A: This is a great opportunity for both these guys in your life. You answer your son's questions honestly. And you also instruct him while it's fine for him to take his questions to you—or to ask his uncle—it's not polite to point to people you don't know and comment on unusual things about them. You tell your son the truth: Uncle Jarod likes that hat and thinks it look good on him. No, Uncle Jarod is not a girl—girls who wear pants and boyish clothes aren't boys—it's just that there are some men who like to wear girlish stuff. You can tell your brother that his fashion sense has gotten your son's interest, explain how you've answered, and say to be ready for his nephew's questions on style.


Q. Re: Child’s Mother Response: I picked up the book Joint Custody With a Jerk because of the title but it was really helpful in dealing with my ex. It essentially redefines the parenting relationship as a business relationship. Much easier when you remove all those pesky emotions.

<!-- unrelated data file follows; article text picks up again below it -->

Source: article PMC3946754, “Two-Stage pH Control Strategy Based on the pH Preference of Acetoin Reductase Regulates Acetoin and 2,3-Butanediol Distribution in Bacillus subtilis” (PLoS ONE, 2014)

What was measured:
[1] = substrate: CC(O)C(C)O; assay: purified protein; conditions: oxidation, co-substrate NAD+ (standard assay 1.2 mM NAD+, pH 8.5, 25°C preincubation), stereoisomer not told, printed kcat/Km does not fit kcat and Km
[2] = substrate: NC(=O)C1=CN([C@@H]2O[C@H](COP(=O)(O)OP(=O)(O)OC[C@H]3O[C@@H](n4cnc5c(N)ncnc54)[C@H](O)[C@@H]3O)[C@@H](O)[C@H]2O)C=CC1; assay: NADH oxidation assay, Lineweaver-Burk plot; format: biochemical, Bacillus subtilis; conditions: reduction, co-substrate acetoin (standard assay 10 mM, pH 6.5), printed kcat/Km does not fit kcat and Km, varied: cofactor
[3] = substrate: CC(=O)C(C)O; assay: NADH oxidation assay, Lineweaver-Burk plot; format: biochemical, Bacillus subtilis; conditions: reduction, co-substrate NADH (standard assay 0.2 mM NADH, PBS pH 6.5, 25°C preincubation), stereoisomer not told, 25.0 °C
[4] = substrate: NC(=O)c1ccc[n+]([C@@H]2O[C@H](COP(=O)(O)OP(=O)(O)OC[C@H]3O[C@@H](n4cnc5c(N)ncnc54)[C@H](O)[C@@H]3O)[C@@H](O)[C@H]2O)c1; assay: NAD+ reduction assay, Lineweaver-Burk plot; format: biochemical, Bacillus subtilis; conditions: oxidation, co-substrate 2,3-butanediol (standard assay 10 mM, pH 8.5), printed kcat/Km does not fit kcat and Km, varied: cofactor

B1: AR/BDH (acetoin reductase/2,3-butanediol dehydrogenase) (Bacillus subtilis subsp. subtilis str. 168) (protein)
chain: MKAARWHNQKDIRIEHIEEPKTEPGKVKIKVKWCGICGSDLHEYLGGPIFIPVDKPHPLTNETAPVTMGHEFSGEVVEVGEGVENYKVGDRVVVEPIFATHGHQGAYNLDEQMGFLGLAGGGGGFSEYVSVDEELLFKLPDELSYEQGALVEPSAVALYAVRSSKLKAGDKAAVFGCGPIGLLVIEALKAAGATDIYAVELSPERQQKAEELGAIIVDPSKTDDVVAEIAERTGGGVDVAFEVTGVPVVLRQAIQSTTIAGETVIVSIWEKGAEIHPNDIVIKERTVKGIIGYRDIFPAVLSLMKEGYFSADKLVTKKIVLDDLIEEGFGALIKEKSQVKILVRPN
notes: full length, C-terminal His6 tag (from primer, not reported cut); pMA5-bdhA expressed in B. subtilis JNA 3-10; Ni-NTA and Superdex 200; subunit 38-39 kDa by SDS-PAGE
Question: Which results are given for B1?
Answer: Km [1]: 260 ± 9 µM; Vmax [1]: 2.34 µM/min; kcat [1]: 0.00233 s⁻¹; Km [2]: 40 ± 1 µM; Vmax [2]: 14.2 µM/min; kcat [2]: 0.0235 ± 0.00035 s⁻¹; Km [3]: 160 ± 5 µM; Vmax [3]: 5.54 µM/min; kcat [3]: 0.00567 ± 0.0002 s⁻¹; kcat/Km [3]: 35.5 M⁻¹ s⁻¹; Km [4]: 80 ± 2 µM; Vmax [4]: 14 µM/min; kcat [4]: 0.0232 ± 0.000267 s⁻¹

A: I obviously can't vouch for the book, but thanks for the suggestion. It sounds like a helpful way to reframe the relationship.

Q. Father Is in Prison & Wants To Write the Kids: I have a 12-year-old son and a 10-year-old daughter. Their biological father has been in prison for three years and will be for the next seven. My children have had no contact with him for eight years because he was very abusive to me and I left him and completely cut off contact. I have told them both as much about him as I felt was age-appropriate, so they are aware of where he is. I felt when he was released, assuming he served the full sentence, they would be of age to make the decision whether to have contact with him or not. Well, he just wrote me a letter stating how sorry he is and asked if he could write to the kids. I don't believe his apology, and I could put my own issues with him aside, if it was in their best interest, but he is in prison for statutory sodomy of a 6-year-old girl. My daughter doesn't remember him at all, but my son has been starting to ask more questions and seems to be interested in hearing from him. I'm not sure how to handle this. Any suggestions would be appreciated.